- I think this book couldn't decide whether to be a serious book about adoption and identity or a cliche chick lit/romance book. The relationship between Tyler and Lara was eye-rolling but I do get that it was supposed to show her growing as a character and being able to finally trust someone.
- The relationship with the friend Shelly or whatever her name was was well done but also cliche at times. I guess that's one part of the book that seemed realistic and that I enjoyed reading. But towards the end it veered into unrealistic lesson-learning speech time that was not enjoyable.
- I could empathize with Yoma, the birth mother, the most and I think it's because the story in Nigeria was so well-told and also because I don't think she ever got a lot of choices in the matter (unlike Lara's adoptive parents and grandparents and even Lara herself.) I didn't always agree with what Yoma did or how she went about it (especially the 30th birthday party scene in the beginning that I mentioned above) but I could GET it.
Lara's life spirals out of control on her thirtieth birthday. It's dark, she's blowing the candles on her cake, and when the lights come on and she looks up she sees a strange woman who is staring back at her. The woman is a stranger and yet Lara feels a connection to her; like somehow she's known her for her whole life. The woman yells out Omolara and all of a sudden Lara can't breath. When the woman tells her that she is her mother Lara knows that she has to leave right away. As she is driving and later at home her thoughts are jumbled and she is so confused. All the years that Lara had wished her birth mother would show up and she didn't - why now? Why now when Lara doesn't need her to anymore? Or does she?
Since learning she was adopted Lara has always struggled with not feeling good enough or worthy enough. She has always had trouble with friendships except for her best friend Sandi and as for relationships with men those always seem to go bad before they get anywhere because Lara can't stop feeling like the men are going to leave her anyway so she'll put a stop to the relationship before they can. To ease her anxieties, from a young girl Lara begins to show obsessive tendencies of tapping and counting. Now she has a wonderful man, Tyler, in her life but already she feels he is tiring of her and she feels herself pulling away before it's too late and she gets hurt.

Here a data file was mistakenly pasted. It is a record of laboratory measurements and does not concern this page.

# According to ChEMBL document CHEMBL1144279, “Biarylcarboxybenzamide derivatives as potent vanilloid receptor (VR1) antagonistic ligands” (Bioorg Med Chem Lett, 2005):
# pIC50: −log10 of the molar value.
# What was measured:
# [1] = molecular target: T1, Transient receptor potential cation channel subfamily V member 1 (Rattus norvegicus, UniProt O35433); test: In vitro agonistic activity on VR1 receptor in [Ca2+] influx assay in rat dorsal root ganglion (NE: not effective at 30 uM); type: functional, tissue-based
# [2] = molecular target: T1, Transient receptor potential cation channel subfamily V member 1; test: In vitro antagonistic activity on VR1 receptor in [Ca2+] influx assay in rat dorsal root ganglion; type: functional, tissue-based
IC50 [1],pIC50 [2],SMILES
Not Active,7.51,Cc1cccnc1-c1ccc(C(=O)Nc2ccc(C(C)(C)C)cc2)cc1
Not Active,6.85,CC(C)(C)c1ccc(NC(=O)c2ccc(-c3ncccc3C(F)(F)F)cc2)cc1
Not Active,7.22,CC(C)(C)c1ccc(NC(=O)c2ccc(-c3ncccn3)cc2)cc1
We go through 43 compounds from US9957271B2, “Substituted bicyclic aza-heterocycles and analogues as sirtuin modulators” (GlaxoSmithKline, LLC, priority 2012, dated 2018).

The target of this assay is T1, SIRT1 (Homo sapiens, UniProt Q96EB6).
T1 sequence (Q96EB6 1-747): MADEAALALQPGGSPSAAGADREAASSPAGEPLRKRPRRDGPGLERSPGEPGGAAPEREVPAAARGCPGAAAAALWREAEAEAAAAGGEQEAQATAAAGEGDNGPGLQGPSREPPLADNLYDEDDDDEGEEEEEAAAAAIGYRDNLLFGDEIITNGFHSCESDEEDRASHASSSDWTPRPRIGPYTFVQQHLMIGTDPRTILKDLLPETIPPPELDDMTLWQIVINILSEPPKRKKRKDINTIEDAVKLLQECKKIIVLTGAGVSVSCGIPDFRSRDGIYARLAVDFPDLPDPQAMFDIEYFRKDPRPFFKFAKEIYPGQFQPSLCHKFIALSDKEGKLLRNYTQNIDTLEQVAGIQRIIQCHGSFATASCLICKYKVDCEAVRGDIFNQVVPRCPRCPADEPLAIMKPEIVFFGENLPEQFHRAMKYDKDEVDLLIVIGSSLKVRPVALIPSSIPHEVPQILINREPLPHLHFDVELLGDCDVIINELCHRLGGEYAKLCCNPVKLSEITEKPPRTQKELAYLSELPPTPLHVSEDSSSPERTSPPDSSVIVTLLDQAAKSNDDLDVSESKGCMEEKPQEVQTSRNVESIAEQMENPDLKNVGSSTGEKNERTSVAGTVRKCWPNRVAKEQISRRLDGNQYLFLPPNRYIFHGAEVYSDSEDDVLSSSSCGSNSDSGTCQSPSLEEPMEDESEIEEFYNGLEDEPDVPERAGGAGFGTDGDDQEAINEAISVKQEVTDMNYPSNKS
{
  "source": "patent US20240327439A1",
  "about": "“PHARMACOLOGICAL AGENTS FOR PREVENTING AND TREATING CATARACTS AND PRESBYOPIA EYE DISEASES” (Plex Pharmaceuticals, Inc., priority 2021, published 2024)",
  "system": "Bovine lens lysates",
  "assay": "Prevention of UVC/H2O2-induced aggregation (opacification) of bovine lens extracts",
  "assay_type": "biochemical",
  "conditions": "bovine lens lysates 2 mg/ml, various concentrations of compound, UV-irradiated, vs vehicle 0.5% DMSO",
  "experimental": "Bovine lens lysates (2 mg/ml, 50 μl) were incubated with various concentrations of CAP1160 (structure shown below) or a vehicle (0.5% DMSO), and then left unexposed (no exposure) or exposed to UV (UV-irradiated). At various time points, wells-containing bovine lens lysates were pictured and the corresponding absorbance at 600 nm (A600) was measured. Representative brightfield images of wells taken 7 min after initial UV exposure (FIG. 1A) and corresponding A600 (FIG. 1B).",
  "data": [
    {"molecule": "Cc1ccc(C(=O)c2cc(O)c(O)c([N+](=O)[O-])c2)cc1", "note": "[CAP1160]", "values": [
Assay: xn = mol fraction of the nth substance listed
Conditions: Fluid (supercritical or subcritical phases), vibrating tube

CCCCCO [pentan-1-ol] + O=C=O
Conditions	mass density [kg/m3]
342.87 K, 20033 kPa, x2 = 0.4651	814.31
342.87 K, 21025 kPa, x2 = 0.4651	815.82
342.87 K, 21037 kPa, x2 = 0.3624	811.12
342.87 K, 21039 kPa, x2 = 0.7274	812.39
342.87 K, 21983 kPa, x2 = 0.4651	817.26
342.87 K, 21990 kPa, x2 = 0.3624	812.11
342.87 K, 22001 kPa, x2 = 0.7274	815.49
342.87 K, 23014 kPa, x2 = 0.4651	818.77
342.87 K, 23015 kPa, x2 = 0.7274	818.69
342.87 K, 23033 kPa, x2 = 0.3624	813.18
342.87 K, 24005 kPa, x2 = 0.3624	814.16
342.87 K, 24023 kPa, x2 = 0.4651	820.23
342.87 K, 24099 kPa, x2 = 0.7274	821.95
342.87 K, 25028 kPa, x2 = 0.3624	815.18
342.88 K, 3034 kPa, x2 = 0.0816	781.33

At first Lara refuses to see her birth mother Yomi but Yomi doesn't give up so easily and the next time she shows up she brings Gran who Lara can't help but love. Slowly things begin to thaw between mother and daughter as Lara learns more about why her mother gave her up. Lara also learns about her family, her people, and culture and she realizes that she has the best of two worlds. She has parents who love her and that she loves and also a family in Nigeria that love her and all she has to do is open her heart to it.
This is a great story that had me smiling and even teary eyed. It is a realistic portrayal of adoption and its far reaching consequences on those involved. It realistically shows how someone who realizes her family isn't quite what is perceived as normal learns to deal with that and hopefully find a way to move on with their lives being comfortable in who they are. I enjoyed the characters in the book and I really liked the author's straight forward writing style. Being Lara is ultimately about hope, love, and accepting people for who they are. I loved it!
Upon her 30th birthday, she finally meets her birth mother, and feels an immediate connection. Though she fights this feeling, she feels herself drawn in by her biological mother. Lara is forced to reconcile her life as an adopted child.
As we see Lara come to terms with who she is, we also see her come to understand both of the important women in her life, her mothers. As she learns about her past and her mothers, she learns she must allow herself to open up, in order to find understanding, peace, embrace who she is and who she is to become.
This emotional and interesting novel looks at adoption from three distinct women's viewpoints: daughter, biological mother, and adoptive mother. It is a journey of self-discovery, and also of motherhood.